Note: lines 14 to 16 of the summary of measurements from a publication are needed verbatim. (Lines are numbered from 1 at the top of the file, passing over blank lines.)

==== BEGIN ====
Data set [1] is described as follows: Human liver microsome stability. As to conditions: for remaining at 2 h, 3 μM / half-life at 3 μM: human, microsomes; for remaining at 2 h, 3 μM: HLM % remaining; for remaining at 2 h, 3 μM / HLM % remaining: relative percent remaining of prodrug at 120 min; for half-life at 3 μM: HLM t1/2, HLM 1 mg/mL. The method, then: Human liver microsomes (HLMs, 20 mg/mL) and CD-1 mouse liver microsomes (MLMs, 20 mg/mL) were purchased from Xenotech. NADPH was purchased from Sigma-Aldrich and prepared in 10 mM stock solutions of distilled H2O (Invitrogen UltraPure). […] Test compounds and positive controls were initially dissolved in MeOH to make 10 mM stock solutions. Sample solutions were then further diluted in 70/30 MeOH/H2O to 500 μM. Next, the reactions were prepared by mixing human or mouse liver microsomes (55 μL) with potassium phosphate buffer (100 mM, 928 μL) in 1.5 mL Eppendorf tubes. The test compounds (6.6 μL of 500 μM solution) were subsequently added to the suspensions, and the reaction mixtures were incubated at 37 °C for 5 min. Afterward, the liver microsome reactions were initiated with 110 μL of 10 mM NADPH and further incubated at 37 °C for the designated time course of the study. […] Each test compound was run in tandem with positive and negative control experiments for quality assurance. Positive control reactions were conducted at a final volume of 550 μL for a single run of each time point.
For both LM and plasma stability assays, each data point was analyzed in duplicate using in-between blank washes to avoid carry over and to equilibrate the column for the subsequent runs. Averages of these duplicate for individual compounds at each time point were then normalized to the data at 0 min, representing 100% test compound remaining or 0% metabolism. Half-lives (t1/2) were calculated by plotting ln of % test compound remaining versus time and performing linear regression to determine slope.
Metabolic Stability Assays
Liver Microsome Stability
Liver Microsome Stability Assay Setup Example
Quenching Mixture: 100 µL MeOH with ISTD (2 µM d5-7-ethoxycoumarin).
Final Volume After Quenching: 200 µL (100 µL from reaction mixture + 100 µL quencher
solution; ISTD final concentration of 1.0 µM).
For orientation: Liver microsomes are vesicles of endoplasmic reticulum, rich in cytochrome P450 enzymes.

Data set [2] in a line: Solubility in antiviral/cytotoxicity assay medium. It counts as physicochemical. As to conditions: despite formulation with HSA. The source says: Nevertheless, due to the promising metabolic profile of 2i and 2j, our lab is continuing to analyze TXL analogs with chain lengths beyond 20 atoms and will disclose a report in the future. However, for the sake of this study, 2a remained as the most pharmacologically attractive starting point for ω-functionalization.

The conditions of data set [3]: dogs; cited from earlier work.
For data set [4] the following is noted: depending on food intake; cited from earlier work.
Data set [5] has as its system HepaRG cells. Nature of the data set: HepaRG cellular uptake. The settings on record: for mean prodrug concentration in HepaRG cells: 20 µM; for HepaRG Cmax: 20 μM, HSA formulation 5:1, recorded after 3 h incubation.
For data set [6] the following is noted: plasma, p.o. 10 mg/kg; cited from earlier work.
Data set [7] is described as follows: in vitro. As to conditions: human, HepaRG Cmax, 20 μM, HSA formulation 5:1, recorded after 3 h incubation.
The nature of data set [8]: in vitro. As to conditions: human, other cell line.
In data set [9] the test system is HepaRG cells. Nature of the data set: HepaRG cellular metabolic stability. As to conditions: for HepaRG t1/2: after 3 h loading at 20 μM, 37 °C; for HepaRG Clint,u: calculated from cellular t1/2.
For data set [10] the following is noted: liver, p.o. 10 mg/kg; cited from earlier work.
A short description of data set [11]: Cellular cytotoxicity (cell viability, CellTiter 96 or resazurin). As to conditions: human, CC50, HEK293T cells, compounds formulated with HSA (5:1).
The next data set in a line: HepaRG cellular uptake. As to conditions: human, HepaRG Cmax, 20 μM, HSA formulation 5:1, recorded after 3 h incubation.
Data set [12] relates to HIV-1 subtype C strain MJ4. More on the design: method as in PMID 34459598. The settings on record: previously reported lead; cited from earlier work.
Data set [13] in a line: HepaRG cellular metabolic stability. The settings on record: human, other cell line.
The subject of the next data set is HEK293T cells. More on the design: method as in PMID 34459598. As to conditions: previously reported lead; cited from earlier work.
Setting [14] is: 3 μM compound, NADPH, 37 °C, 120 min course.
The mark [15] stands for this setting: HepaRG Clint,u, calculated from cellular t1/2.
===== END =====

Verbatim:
For data set [6] the following is noted: plasma, p.o. 10 mg/kg; cited from earlier work.
Data set [7] is described as follows: in vitro. As to conditions: human, HepaRG Cmax, 20 μM, HSA formulation 5:1, recorded after 3 h incubation.
The nature of data set [8]: in vitro. As to conditions: human, other cell line.